The authors clearly think that anti-Zionists are crazy people. When they touch on the politics of the case– young people are turning against the idea of a Jewish state– they do so hysterically.
Supporters of Israel say the most dangerous possibility is that the current campus atmosphere is delegitimizing the country, making it acceptable to question whether Jews are entitled to a nation.
Is that dangerous? Actually, that’s a perfectly acceptable question. And anti-Zionists think that a democracy in Israel and Palestine would make the world less dangerous.
The commenters at the Times site include many who endorse the article’s thrust. But among the “Readers’ Picks” are several who point out the hysteria, and the article’s failure to say that many Jews support BDS.
Alan Sanders of New York.
Those against BDS don’t seem to have any argument that Israel is not oppressing Palestinians in a way that is not similar to the oppression of other minority groups in the U.S. or around the world. Their arguments boils down to, “it makes us really uncomfortable.” That’s not a very good argument —
Mark Thomason of Michigan:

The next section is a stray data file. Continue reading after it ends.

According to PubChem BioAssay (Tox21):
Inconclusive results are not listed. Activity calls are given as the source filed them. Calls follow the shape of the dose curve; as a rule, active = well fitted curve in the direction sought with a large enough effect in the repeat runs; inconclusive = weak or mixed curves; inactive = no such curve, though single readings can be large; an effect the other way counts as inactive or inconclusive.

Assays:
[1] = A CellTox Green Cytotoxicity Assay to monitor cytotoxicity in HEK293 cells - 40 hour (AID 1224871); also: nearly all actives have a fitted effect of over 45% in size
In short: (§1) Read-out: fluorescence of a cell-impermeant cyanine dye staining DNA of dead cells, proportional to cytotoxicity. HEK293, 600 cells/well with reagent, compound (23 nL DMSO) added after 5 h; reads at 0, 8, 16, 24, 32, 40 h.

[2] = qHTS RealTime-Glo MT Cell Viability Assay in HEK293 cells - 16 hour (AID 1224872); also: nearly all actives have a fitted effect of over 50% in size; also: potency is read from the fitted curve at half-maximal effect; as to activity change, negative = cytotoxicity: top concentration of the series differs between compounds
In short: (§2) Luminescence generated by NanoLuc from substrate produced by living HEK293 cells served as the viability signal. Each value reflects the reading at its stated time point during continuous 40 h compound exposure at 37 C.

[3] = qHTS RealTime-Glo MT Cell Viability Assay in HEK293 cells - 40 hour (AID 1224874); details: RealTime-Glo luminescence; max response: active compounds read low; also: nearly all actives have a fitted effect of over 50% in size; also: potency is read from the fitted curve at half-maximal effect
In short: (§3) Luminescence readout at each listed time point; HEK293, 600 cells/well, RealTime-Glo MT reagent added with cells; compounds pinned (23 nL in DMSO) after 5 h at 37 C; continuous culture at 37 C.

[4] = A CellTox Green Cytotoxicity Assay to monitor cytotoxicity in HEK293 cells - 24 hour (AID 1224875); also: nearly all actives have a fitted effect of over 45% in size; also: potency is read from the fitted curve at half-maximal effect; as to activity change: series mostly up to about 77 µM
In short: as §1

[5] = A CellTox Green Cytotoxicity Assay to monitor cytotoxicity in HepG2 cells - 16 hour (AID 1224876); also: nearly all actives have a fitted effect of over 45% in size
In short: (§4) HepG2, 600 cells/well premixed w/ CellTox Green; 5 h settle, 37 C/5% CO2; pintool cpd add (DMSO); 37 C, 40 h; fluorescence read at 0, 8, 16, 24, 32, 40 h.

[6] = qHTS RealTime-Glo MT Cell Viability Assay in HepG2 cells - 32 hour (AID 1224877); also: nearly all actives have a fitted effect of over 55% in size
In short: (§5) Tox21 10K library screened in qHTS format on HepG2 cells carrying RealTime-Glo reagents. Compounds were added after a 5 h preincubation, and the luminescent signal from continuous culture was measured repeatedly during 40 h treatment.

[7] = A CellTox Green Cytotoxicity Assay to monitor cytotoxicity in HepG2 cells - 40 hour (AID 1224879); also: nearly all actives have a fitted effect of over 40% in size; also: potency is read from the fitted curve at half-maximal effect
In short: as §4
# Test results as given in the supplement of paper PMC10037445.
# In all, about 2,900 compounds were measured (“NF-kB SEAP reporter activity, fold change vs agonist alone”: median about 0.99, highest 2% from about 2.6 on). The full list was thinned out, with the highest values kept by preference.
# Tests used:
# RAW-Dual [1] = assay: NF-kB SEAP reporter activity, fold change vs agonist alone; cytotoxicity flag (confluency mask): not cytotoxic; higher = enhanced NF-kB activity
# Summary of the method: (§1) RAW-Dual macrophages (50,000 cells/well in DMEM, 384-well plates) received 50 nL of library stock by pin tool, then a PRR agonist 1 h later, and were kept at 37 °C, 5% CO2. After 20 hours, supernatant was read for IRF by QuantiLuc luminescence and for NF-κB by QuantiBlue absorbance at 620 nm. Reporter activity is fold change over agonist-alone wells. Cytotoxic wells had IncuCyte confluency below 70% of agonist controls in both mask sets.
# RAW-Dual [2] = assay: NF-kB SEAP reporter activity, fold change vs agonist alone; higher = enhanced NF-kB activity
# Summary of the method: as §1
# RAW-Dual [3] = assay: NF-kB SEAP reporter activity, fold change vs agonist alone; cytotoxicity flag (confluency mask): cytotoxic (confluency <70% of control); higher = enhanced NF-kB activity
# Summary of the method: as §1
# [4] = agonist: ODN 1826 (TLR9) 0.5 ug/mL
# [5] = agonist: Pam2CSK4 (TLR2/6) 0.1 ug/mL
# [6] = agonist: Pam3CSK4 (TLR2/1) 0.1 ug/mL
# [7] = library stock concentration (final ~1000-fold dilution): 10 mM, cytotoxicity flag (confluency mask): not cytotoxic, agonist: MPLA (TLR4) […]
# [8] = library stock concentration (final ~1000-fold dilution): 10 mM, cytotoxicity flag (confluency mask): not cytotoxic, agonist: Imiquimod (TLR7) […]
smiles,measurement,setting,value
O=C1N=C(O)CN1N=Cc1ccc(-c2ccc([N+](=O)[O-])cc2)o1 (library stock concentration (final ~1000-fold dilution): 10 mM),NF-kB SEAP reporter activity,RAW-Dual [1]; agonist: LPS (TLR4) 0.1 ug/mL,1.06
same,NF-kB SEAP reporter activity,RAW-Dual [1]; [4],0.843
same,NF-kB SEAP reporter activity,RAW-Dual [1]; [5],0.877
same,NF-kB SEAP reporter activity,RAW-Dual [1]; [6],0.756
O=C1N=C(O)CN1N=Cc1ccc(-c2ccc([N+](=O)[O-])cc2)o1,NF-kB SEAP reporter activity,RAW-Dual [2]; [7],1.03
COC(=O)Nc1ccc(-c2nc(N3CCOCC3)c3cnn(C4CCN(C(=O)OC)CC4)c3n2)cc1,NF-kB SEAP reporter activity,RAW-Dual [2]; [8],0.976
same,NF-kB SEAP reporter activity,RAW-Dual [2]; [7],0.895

This article gives an impression of Jewish students against others who are not Jewish.
A great many Jewish students too are deeply troubled by the right wing government and behavior of Israel. They too support efforts to end the current path to disaster.
It is not Jews against the rest. Supporters of the right wing in Israel try to hide behind that idea, and the article ought to have been more clear that it is not so.
James North of New York (and Mondo):
The article should point out that many of the students who favor Boycott Divestment Sanctions are also Jewish, and BDS is backed by nationwide organizations like Jewish Voice for Peace.
PCohen of France:
American Jews and American Christian zionists have, together, forged a US -Israel alliance that has emboldened Israel to become one of the worst oppressors imaginable. In the ME where oppression is the rule. Israel, not being an exception, asks for exceptional policies of impunity! And gets it. The irreparable destruction of Palestine is finally reaching the brains of young Jews in the USA. What has been done in their name starts to get understood. Is it still relevant?